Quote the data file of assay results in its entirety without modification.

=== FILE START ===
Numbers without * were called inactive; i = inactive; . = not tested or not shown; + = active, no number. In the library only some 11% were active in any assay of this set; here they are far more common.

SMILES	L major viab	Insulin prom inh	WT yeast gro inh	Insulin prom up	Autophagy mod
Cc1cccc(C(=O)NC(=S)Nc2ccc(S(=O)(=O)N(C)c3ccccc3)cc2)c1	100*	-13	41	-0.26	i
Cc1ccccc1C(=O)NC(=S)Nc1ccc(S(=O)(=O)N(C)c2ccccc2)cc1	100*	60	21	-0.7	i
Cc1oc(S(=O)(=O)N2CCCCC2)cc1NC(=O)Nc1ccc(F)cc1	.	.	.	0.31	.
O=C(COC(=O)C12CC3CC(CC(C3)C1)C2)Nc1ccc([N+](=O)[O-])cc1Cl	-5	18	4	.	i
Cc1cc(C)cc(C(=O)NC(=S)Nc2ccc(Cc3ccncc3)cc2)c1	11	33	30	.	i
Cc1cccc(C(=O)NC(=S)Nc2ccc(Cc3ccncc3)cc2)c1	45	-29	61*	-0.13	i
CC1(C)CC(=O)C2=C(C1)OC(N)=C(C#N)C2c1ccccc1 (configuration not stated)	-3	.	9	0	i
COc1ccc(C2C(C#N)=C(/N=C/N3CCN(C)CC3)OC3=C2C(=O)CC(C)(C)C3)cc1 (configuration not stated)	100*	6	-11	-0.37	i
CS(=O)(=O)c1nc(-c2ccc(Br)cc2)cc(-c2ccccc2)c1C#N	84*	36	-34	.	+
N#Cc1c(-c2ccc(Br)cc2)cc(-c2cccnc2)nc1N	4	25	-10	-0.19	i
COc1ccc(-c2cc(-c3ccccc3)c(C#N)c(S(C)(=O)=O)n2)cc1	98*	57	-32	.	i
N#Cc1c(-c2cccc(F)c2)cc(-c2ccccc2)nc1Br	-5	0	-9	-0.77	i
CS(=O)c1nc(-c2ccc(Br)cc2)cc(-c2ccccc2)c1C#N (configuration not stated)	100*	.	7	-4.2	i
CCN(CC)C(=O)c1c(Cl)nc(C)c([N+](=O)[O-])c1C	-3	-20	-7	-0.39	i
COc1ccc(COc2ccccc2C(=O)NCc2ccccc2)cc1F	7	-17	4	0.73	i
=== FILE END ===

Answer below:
Numbers without * were called inactive; i = inactive; . = not tested or not shown; + = active, no number. In the library only some 11% were active in any assay of this set; here they are far more common.

SMILES	L major viab	Insulin prom inh	WT yeast gro inh	Insulin prom up	Autophagy mod
Cc1cccc(C(=O)NC(=S)Nc2ccc(S(=O)(=O)N(C)c3ccccc3)cc2)c1	100*	-13	41	-0.26	i
Cc1ccccc1C(=O)NC(=S)Nc1ccc(S(=O)(=O)N(C)c2ccccc2)cc1	100*	60	21	-0.7	i
Cc1oc(S(=O)(=O)N2CCCCC2)cc1NC(=O)Nc1ccc(F)cc1	.	.	.	0.31	.
O=C(COC(=O)C12CC3CC(CC(C3)C1)C2)Nc1ccc([N+](=O)[O-])cc1Cl	-5	18	4	.	i
Cc1cc(C)cc(C(=O)NC(=S)Nc2ccc(Cc3ccncc3)cc2)c1	11	33	30	.	i
Cc1cccc(C(=O)NC(=S)Nc2ccc(Cc3ccncc3)cc2)c1	45	-29	61*	-0.13	i
CC1(C)CC(=O)C2=C(C1)OC(N)=C(C#N)C2c1ccccc1 (configuration not stated)	-3	.	9	0	i
COc1ccc(C2C(C#N)=C(/N=C/N3CCN(C)CC3)OC3=C2C(=O)CC(C)(C)C3)cc1 (configuration not stated)	100*	6	-11	-0.37	i
CS(=O)(=O)c1nc(-c2ccc(Br)cc2)cc(-c2ccccc2)c1C#N	84*	36	-34	.	+
N#Cc1c(-c2ccc(Br)cc2)cc(-c2cccnc2)nc1N	4	25	-10	-0.19	i
COc1ccc(-c2cc(-c3ccccc3)c(C#N)c(S(C)(=O)=O)n2)cc1	98*	57	-32	.	i
N#Cc1c(-c2cccc(F)c2)cc(-c2ccccc2)nc1Br	-5	0	-9	-0.77	i
CS(=O)c1nc(-c2ccc(Br)cc2)cc(-c2ccccc2)c1C#N (configuration not stated)	100*	.	7	-4.2	i
CCN(CC)C(=O)c1c(Cl)nc(C)c([N+](=O)[O-])c1C	-3	-20	-7	-0.39	i
COc1ccc(COc2ccccc2C(=O)NCc2ccccc2)cc1F	7	-17	4	0.73	i